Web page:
Some time ago I was taking the ferry to Victoria, and as we were passing through the Gulf Islands, the captain announced that we were about to join a large group of orcas.
Everyone rushed to the railings, both port and starboard, where we could see the whales rising silently from the deep, shining silently, a huge fin in the water here, a whale breaching there in a glitter of white foam. The orcas swam with such effortless grace and surges of power that we were transformed.
Children were beside themselves with excitement. They called to the whales, not in words for words are a second level of experience, but in upre, joyful song that the unperceptimve would call screaming. Those mighty, moving, mysterious beings touched the children, and the rest of us too, in some deep, hidden part of our being that is the source of joy.
We were amazed at the beauty and power of those whales. Something in us rose high when they burst into sunlight, and dived deep when they sank beneath the water. We felt intensely alive, and it was the orcas who were giving us this gift. We held them in awe. We loved them. We understood, if only for a few seconds, that we and the whales were linked together, and that we had been linked together for eons and eons.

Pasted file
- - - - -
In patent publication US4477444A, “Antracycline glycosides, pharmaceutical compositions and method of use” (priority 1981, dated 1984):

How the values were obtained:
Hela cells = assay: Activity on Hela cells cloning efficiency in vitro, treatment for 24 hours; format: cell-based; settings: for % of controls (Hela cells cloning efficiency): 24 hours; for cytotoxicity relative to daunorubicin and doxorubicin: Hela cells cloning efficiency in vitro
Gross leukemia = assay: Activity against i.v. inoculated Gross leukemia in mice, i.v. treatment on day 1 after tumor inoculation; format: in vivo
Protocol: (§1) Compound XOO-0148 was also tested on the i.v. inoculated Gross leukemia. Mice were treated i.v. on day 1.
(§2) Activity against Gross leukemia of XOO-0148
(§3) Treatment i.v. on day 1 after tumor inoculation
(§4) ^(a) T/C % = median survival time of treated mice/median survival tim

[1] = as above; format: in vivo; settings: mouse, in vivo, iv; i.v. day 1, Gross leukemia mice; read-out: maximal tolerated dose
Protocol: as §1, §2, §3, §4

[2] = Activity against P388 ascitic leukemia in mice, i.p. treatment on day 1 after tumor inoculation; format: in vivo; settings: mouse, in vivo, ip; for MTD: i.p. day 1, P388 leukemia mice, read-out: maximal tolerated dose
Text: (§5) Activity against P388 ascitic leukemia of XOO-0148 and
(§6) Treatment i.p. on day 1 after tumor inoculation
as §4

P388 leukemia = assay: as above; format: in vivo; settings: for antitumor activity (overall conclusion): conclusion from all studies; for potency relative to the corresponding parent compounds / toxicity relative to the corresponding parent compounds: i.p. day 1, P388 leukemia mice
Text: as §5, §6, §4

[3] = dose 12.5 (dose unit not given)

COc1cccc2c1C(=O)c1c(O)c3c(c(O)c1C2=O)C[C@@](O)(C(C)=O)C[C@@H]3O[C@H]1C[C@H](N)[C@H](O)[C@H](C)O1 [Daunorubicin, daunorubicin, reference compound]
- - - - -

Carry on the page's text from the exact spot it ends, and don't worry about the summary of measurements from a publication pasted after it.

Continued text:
After a short time the orcas went their way, and the ferry went its way. We returned to our seats, our newspapers, our coffee, and our French fries. Our eyes were a little bright, though, and we talked to each other in a more open way than usual.
“Maybe we humans really are a living part of Nature,” I mused, “and maybe that economic stuff about us being isolated and hedonistic creatures who pursue our own self interest in the so-called market is absolutely wrong.”
“Maybe that sense of reaching out, of standing in awe, of feeling related to, is an expession of our truest self. Maybe those orcas are our older brothers and sisters, and maybe we have much to learn from them – before it’s too late.”